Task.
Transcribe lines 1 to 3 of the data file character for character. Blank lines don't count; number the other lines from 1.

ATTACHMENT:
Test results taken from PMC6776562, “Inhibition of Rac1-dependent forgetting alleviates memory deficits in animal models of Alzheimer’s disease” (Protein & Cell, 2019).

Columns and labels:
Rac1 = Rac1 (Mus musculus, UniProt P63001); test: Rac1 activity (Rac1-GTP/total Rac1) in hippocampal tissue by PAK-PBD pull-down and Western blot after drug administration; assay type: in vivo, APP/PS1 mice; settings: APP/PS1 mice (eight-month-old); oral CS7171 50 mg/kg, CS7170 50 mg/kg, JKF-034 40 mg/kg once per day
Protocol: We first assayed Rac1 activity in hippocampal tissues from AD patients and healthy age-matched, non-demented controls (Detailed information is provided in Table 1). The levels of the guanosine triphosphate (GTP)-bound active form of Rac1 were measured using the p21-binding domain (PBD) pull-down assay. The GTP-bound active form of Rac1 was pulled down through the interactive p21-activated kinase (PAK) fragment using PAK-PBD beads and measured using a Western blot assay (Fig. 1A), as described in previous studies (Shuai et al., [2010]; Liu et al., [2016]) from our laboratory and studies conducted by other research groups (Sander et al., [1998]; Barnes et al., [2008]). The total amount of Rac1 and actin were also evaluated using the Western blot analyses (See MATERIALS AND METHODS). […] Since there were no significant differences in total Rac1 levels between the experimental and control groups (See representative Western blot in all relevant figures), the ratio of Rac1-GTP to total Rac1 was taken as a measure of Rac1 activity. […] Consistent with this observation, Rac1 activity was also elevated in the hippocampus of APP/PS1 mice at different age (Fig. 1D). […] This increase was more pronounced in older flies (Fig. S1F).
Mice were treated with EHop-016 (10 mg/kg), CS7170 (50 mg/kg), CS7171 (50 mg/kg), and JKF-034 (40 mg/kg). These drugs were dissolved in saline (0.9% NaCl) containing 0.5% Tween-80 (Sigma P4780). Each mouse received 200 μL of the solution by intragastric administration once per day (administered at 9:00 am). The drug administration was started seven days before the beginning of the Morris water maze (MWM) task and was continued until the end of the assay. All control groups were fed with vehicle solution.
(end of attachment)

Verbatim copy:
Test results taken from PMC6776562, “Inhibition of Rac1-dependent forgetting alleviates memory deficits in animal models of Alzheimer’s disease” (Protein & Cell, 2019).

Columns and labels:
Rac1 = Rac1 (Mus musculus, UniProt P63001); test: Rac1 activity (Rac1-GTP/total Rac1) in hippocampal tissue by PAK-PBD pull-down and Western blot after drug administration; assay type: in vivo, APP/PS1 mice; settings: APP/PS1 mice (eight-month-old); oral CS7171 50 mg/kg, CS7170 50 mg/kg, JKF-034 40 mg/kg once per day